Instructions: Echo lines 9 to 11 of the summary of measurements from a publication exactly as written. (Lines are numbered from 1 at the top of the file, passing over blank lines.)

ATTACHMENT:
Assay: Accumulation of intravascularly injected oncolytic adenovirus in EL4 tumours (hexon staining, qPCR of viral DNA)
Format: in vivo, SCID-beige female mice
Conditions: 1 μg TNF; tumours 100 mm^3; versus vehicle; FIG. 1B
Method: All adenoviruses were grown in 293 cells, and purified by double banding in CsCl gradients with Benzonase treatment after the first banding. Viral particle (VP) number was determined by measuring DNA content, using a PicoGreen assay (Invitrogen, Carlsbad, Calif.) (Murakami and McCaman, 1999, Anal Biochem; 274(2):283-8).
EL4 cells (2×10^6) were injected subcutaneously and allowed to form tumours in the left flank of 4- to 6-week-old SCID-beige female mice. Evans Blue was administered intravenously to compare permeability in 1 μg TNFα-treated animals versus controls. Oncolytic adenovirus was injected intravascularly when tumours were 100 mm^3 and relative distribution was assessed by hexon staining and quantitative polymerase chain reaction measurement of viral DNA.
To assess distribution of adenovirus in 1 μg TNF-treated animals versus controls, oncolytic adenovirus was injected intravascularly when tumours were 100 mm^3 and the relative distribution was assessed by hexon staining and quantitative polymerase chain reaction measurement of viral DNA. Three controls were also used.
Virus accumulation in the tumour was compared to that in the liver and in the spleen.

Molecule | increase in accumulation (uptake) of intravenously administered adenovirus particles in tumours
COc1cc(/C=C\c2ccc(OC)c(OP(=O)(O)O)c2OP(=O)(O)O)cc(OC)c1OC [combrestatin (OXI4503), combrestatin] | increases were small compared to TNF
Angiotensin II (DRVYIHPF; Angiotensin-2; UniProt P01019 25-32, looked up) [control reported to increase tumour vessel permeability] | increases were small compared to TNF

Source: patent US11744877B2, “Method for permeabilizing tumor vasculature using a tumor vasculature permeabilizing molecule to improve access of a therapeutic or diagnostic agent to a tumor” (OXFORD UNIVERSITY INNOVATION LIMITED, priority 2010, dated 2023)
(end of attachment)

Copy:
COc1cc(/C=C\c2ccc(OC)c(OP(=O)(O)O)c2OP(=O)(O)O)cc(OC)c1OC [combrestatin (OXI4503), combrestatin] | increases were small compared to TNF
Angiotensin II (DRVYIHPF; Angiotensin-2; UniProt P01019 25-32, looked up) [control reported to increase tumour vessel permeability] | increases were small compared to TNF

Source: patent US11744877B2, “Method for permeabilizing tumor vasculature using a tumor vasculature permeabilizing molecule to improve access of a therapeutic or diagnostic agent to a tumor” (OXFORD UNIVERSITY INNOVATION LIMITED, priority 2010, dated 2023)